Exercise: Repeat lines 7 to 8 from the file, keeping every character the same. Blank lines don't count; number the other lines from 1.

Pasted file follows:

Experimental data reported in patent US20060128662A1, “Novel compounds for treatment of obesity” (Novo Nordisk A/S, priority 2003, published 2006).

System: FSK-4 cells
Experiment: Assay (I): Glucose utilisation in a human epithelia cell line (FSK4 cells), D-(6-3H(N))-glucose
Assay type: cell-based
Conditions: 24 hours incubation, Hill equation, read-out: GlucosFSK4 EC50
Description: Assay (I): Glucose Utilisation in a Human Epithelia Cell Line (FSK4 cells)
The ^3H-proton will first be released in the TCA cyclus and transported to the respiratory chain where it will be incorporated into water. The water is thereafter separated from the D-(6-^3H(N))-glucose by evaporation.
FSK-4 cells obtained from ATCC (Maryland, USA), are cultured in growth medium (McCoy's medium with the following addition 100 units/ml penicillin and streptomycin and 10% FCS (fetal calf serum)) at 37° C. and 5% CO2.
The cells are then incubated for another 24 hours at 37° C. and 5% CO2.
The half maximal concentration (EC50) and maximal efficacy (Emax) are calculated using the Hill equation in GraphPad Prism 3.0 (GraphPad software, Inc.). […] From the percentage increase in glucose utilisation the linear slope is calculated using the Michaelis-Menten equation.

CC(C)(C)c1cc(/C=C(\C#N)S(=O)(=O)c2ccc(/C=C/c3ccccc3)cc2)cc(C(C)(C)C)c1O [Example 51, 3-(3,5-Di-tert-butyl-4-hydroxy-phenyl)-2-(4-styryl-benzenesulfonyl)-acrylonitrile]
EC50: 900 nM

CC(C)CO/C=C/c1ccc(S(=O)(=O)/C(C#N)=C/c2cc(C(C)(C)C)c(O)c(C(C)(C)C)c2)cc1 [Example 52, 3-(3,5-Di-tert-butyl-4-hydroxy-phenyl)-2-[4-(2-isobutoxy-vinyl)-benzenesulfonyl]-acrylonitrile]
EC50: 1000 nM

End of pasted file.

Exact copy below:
The ^3H-proton will first be released in the TCA cyclus and transported to the respiratory chain where it will be incorporated into water. The water is thereafter separated from the D-(6-^3H(N))-glucose by evaporation.
FSK-4 cells obtained from ATCC (Maryland, USA), are cultured in growth medium (McCoy's medium with the following addition 100 units/ml penicillin and streptomycin and 10% FCS (fetal calf serum)) at 37° C. and 5% CO2.